: The overflow valve for my mind
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Cycling - My Bikes - Bicycle restore

My old MTB is coming up for twenty years old, and to be honest has been badly abused for much of its life. This is the bike I first used all the time and I rode it everywhere, usually off road, and never cleaning it. When I decided it was too worn out and needed upgrading, it made more financial sense to get a new bike; this old one just got thrown into the back of the shed and abandoned.

I got it back out of the shed occasionally when my other bike at the time was being serviced, or when a friend desperately needed a temporary bike. Then my Dad decided to start cycling again and used this bike for daily commutes for a couple of years. When it came back to me it was still in a good state of repair regards the bearings and other moving parts; and had a complete new drive train.

I used it from then on mostly at weekends, when I just popped to the shops on it as I didnít mind leaving it unattended (other than a padlock). About ten months ago I stole the rack off the back of this for the tandem, rendering this bike useless for shopping trips. It got hung in the roof of the garage and not touched again; until I had to move it and spotted what a bad condition it was in!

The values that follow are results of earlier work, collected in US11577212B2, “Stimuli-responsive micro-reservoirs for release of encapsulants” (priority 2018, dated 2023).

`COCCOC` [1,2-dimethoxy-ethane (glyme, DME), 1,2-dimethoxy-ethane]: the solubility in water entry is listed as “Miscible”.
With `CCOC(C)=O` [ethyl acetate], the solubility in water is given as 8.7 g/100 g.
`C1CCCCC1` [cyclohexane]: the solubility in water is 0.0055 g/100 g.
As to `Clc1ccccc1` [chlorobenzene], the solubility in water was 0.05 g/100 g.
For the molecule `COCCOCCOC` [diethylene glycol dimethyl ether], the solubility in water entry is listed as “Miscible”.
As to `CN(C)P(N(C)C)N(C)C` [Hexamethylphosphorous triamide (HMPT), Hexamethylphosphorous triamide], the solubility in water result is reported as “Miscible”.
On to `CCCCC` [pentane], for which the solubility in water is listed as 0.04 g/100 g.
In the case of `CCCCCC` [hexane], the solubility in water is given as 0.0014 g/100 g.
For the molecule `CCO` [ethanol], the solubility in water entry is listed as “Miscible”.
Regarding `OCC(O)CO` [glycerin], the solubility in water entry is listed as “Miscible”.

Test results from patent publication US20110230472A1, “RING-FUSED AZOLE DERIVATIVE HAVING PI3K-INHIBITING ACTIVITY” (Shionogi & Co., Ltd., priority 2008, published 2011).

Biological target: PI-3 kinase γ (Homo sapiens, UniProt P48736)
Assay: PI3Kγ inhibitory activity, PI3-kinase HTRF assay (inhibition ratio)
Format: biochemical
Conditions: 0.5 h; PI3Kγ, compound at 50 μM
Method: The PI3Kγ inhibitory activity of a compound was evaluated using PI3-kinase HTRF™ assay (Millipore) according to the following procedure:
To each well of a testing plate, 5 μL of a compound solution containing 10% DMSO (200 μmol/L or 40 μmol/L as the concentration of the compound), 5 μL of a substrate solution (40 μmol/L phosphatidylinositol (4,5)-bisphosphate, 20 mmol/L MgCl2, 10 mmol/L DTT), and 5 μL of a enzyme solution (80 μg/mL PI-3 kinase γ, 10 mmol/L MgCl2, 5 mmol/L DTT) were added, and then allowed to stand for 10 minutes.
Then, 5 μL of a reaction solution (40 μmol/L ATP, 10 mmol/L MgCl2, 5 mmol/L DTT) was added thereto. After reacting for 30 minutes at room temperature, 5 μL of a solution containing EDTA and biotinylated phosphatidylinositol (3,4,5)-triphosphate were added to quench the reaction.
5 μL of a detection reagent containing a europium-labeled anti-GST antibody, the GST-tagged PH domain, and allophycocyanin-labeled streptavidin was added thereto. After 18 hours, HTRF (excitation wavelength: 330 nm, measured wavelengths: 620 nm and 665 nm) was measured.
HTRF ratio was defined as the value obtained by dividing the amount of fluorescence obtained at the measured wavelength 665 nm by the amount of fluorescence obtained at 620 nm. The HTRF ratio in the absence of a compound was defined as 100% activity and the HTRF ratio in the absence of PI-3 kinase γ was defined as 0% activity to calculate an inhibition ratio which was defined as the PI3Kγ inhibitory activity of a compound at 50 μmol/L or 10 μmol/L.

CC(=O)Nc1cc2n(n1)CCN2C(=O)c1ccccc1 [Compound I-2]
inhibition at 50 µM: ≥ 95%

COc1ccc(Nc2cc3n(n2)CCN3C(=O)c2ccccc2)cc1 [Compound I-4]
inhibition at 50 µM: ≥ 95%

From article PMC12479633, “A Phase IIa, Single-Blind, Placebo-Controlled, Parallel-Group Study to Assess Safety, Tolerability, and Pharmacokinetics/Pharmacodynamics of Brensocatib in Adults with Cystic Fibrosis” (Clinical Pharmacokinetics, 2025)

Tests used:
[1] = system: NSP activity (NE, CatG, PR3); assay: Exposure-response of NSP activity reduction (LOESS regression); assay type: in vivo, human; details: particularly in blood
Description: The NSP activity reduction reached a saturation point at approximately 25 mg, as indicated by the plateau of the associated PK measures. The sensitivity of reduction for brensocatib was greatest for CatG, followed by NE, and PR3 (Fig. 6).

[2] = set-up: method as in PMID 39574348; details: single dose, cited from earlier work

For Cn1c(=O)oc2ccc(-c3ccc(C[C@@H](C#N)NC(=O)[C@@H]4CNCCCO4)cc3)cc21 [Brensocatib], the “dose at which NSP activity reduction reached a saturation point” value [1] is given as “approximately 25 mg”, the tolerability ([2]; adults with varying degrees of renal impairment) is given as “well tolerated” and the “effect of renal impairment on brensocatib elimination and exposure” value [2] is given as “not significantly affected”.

My first task was to strip the bike back to the bare frame. Bolts that hadnít been touched in nearly twenty years, such as the bottle cage bolts, came out surprisingly easily using a socket set and extra long lever, rather than the cheap Allen Keys!

Other bolts, such as the one through the fork crown, needed driving out with a hammer. I still canít understand how it got bent before I started working.

I was pleased to have a garage equipped with a good socket set, spanners and other tools, rather than relying on a cheap multi-tool. It was also good to see that the problem was mostly surface damage, the working parts were still in good condition.

Once Iíd got back to the bare frame and forks it was time to start de-rusting and prepping. I used a simple knife to pop the blisters in the paint and flake off the worst of the loose paint. I then used a combination of emery paper, sanding machine, power tool with sanding discs and drums, and wire brush to remove the rust and key the existing paint.

When the frame was back to solid metal and keyed paint I wiped it down carefully with white spirit, then painted it carefully with two coats of Hammerite following the instructions on the can.

I then rebuilt the bike replacing damaged cables where applicable. I also fitted mudguards to try to prevent further stone chips and damage. As you can see from these photos, Iím rather pleased with the finished result.


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